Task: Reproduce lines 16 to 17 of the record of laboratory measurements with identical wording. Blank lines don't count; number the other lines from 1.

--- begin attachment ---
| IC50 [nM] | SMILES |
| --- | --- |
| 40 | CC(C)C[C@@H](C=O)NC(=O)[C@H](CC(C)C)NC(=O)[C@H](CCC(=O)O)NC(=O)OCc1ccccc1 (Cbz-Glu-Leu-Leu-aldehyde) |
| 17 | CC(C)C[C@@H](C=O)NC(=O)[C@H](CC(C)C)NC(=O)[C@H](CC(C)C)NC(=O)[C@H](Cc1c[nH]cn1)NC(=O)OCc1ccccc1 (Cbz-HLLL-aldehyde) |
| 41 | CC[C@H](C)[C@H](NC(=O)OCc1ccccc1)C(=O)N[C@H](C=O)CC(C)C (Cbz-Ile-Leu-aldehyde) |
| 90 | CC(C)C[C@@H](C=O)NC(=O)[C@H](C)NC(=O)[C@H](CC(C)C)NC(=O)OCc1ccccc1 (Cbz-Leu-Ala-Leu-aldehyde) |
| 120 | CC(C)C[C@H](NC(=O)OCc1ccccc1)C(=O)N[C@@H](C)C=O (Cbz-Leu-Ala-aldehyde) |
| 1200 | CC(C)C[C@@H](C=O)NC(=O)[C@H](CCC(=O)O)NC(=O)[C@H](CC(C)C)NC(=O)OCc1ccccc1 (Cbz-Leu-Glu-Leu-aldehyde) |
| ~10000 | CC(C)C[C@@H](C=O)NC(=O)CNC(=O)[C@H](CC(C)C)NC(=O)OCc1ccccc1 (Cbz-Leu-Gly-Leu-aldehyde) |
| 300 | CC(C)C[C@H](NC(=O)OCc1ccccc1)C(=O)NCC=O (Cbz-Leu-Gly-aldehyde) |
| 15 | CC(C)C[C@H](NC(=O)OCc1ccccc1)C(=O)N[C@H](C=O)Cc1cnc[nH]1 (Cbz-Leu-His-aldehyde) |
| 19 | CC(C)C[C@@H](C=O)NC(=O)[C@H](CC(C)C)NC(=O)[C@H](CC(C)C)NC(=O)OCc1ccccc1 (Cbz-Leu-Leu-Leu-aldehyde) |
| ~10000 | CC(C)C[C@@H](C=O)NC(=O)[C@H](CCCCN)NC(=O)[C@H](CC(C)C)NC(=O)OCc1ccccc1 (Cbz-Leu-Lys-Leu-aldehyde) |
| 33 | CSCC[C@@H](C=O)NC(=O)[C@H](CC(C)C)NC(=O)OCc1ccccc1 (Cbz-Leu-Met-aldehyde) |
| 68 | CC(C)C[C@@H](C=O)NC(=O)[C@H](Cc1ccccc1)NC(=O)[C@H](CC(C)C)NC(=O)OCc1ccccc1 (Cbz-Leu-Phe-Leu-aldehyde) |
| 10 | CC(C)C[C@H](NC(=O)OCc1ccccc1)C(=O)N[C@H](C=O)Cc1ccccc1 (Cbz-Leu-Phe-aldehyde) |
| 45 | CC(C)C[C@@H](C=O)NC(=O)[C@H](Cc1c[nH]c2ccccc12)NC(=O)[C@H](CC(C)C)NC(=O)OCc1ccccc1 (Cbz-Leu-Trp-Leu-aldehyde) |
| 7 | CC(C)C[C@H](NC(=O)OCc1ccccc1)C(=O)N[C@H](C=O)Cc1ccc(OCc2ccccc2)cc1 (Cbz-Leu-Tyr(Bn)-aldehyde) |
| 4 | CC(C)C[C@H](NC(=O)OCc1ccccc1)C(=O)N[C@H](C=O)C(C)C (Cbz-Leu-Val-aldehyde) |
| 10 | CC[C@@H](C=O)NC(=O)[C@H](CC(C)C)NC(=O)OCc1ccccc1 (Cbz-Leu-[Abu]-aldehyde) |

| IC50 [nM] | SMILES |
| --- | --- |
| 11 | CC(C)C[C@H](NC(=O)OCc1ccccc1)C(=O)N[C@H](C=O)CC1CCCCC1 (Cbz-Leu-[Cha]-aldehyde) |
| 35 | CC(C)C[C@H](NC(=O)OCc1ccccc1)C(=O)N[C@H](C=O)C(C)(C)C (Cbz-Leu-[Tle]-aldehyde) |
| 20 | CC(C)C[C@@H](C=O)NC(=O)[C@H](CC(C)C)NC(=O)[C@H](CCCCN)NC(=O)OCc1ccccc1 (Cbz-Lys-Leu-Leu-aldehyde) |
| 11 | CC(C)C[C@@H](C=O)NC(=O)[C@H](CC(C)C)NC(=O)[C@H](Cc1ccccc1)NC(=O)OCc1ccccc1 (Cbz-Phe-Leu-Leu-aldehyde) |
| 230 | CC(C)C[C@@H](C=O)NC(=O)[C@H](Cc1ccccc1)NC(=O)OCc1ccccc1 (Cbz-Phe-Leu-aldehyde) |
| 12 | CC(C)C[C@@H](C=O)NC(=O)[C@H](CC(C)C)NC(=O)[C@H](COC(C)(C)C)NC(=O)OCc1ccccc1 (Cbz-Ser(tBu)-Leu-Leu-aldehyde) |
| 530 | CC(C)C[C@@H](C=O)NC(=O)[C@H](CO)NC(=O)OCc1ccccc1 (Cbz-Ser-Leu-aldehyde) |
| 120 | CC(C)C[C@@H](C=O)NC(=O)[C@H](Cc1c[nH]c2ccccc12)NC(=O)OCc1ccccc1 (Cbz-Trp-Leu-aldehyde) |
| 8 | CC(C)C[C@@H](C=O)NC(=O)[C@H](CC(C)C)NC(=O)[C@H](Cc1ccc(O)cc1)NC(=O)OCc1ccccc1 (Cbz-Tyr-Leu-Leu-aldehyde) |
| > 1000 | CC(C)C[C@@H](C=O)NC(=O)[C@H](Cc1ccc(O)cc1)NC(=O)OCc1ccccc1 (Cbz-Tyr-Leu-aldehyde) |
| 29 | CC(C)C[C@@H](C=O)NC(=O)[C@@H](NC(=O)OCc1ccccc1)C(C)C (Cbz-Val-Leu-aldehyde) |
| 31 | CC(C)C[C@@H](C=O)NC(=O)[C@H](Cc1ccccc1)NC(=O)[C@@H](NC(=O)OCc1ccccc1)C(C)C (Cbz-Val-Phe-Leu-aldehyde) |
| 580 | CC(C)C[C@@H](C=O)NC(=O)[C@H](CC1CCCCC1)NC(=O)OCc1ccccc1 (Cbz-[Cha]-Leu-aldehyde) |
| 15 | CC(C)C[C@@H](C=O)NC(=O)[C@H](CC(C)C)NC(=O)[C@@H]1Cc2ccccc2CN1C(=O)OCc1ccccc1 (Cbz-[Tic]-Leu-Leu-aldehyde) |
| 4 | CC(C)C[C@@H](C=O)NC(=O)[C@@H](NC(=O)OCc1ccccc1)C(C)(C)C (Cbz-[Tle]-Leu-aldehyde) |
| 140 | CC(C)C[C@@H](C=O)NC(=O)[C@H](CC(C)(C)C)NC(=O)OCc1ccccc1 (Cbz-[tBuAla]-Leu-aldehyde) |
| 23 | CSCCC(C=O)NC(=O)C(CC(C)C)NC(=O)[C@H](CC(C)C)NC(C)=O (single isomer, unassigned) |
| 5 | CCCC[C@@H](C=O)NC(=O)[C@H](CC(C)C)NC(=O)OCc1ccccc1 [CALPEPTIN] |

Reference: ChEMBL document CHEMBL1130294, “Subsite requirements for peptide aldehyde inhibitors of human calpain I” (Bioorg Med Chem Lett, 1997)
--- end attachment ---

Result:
| 10 | CC(C)C[C@H](NC(=O)OCc1ccccc1)C(=O)N[C@H](C=O)Cc1ccccc1 (Cbz-Leu-Phe-aldehyde) |
| 45 | CC(C)C[C@@H](C=O)NC(=O)[C@H](Cc1c[nH]c2ccccc12)NC(=O)[C@H](CC(C)C)NC(=O)OCc1ccccc1 (Cbz-Leu-Trp-Leu-aldehyde) |